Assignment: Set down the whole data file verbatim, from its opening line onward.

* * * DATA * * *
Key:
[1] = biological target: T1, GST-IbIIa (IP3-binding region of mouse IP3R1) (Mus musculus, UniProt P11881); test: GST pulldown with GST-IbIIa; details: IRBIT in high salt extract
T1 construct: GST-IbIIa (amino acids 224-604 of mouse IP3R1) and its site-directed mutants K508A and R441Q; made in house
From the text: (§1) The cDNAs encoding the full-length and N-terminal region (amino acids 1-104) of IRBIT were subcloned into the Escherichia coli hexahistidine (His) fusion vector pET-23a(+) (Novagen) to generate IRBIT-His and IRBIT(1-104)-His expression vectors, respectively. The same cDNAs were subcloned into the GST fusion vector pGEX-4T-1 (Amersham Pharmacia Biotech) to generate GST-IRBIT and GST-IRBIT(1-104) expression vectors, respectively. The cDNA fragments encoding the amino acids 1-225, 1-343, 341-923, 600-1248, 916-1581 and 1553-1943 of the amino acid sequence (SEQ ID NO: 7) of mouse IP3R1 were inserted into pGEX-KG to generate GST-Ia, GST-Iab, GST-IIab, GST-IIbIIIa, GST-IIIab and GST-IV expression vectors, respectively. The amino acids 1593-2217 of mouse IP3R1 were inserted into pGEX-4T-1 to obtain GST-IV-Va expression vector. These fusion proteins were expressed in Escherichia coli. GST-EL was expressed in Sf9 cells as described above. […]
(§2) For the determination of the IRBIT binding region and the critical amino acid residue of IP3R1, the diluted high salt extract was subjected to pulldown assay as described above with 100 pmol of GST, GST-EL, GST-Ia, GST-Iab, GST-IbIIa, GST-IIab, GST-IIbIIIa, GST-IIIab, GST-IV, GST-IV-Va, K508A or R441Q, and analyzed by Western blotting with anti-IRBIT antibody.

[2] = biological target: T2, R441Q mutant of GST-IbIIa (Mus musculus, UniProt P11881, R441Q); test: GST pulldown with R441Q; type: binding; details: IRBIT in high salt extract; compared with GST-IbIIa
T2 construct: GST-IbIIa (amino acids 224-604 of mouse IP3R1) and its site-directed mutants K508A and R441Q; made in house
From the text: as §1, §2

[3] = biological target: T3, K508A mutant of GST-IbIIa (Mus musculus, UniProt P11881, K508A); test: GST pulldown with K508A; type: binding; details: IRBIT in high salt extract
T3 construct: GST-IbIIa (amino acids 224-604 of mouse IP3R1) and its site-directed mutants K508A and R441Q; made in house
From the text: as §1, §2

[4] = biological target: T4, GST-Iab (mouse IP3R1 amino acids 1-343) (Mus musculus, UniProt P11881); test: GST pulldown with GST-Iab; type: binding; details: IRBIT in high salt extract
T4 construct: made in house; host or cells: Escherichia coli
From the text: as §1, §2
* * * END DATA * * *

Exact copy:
Key:
[1] = biological target: T1, GST-IbIIa (IP3-binding region of mouse IP3R1) (Mus musculus, UniProt P11881); test: GST pulldown with GST-IbIIa; details: IRBIT in high salt extract
T1 construct: GST-IbIIa (amino acids 224-604 of mouse IP3R1) and its site-directed mutants K508A and R441Q; made in house
From the text: (§1) The cDNAs encoding the full-length and N-terminal region (amino acids 1-104) of IRBIT were subcloned into the Escherichia coli hexahistidine (His) fusion vector pET-23a(+) (Novagen) to generate IRBIT-His and IRBIT(1-104)-His expression vectors, respectively. The same cDNAs were subcloned into the GST fusion vector pGEX-4T-1 (Amersham Pharmacia Biotech) to generate GST-IRBIT and GST-IRBIT(1-104) expression vectors, respectively. The cDNA fragments encoding the amino acids 1-225, 1-343, 341-923, 600-1248, 916-1581 and 1553-1943 of the amino acid sequence (SEQ ID NO: 7) of mouse IP3R1 were inserted into pGEX-KG to generate GST-Ia, GST-Iab, GST-IIab, GST-IIbIIIa, GST-IIIab and GST-IV expression vectors, respectively. The amino acids 1593-2217 of mouse IP3R1 were inserted into pGEX-4T-1 to obtain GST-IV-Va expression vector. These fusion proteins were expressed in Escherichia coli. GST-EL was expressed in Sf9 cells as described above. […]
(§2) For the determination of the IRBIT binding region and the critical amino acid residue of IP3R1, the diluted high salt extract was subjected to pulldown assay as described above with 100 pmol of GST, GST-EL, GST-Ia, GST-Iab, GST-IbIIa, GST-IIab, GST-IIbIIIa, GST-IIIab, GST-IV, GST-IV-Va, K508A or R441Q, and analyzed by Western blotting with anti-IRBIT antibody.

[2] = biological target: T2, R441Q mutant of GST-IbIIa (Mus musculus, UniProt P11881, R441Q); test: GST pulldown with R441Q; type: binding; details: IRBIT in high salt extract; compared with GST-IbIIa
T2 construct: GST-IbIIa (amino acids 224-604 of mouse IP3R1) and its site-directed mutants K508A and R441Q; made in house
From the text: as §1, §2

[3] = biological target: T3, K508A mutant of GST-IbIIa (Mus musculus, UniProt P11881, K508A); test: GST pulldown with K508A; type: binding; details: IRBIT in high salt extract
T3 construct: GST-IbIIa (amino acids 224-604 of mouse IP3R1) and its site-directed mutants K508A and R441Q; made in house
From the text: as §1, §2

[4] = biological target: T4, GST-Iab (mouse IP3R1 amino acids 1-343) (Mus musculus, UniProt P11881); test: GST pulldown with GST-Iab; type: binding; details: IRBIT in high salt extract
T4 construct: made in house; host or cells: Escherichia coli
From the text: as §1, §2